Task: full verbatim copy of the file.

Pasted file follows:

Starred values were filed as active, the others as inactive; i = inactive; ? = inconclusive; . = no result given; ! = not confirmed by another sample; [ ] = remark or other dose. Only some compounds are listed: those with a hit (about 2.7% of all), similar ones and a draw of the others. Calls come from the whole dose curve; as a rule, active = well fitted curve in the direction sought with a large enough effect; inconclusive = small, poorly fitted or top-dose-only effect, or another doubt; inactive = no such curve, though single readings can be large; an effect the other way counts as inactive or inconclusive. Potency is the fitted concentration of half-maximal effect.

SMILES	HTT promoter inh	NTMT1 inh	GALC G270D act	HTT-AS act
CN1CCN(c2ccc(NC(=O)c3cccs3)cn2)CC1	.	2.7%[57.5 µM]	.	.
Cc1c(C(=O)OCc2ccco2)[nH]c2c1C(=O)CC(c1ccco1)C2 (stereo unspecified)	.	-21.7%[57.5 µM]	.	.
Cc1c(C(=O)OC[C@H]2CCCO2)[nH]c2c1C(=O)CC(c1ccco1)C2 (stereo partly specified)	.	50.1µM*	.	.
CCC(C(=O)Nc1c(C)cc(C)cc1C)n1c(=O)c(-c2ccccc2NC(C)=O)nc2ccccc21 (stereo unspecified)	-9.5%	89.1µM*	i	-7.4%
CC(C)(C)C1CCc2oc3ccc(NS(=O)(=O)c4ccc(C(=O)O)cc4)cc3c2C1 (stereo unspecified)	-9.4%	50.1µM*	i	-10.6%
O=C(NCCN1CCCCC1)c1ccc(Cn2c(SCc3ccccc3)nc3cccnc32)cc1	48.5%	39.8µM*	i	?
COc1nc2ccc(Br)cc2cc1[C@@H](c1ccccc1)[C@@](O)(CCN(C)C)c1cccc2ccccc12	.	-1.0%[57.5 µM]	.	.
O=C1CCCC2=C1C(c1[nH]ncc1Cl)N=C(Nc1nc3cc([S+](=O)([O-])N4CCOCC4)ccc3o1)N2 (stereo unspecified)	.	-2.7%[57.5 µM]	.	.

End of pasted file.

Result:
Starred values were filed as active, the others as inactive; i = inactive; ? = inconclusive; . = no result given; ! = not confirmed by another sample; [ ] = remark or other dose. Only some compounds are listed: those with a hit (about 2.7% of all), similar ones and a draw of the others. Calls come from the whole dose curve; as a rule, active = well fitted curve in the direction sought with a large enough effect; inconclusive = small, poorly fitted or top-dose-only effect, or another doubt; inactive = no such curve, though single readings can be large; an effect the other way counts as inactive or inconclusive. Potency is the fitted concentration of half-maximal effect.

SMILES	HTT promoter inh	NTMT1 inh	GALC G270D act	HTT-AS act
CN1CCN(c2ccc(NC(=O)c3cccs3)cn2)CC1	.	2.7%[57.5 µM]	.	.
Cc1c(C(=O)OCc2ccco2)[nH]c2c1C(=O)CC(c1ccco1)C2 (stereo unspecified)	.	-21.7%[57.5 µM]	.	.
Cc1c(C(=O)OC[C@H]2CCCO2)[nH]c2c1C(=O)CC(c1ccco1)C2 (stereo partly specified)	.	50.1µM*	.	.
CCC(C(=O)Nc1c(C)cc(C)cc1C)n1c(=O)c(-c2ccccc2NC(C)=O)nc2ccccc21 (stereo unspecified)	-9.5%	89.1µM*	i	-7.4%
CC(C)(C)C1CCc2oc3ccc(NS(=O)(=O)c4ccc(C(=O)O)cc4)cc3c2C1 (stereo unspecified)	-9.4%	50.1µM*	i	-10.6%
O=C(NCCN1CCCCC1)c1ccc(Cn2c(SCc3ccccc3)nc3cccnc32)cc1	48.5%	39.8µM*	i	?
COc1nc2ccc(Br)cc2cc1[C@@H](c1ccccc1)[C@@](O)(CCN(C)C)c1cccc2ccccc12	.	-1.0%[57.5 µM]	.	.
O=C1CCCC2=C1C(c1[nH]ncc1Cl)N=C(Nc1nc3cc([S+](=O)([O-])N4CCOCC4)ccc3o1)N2 (stereo unspecified)	.	-2.7%[57.5 µM]	.	.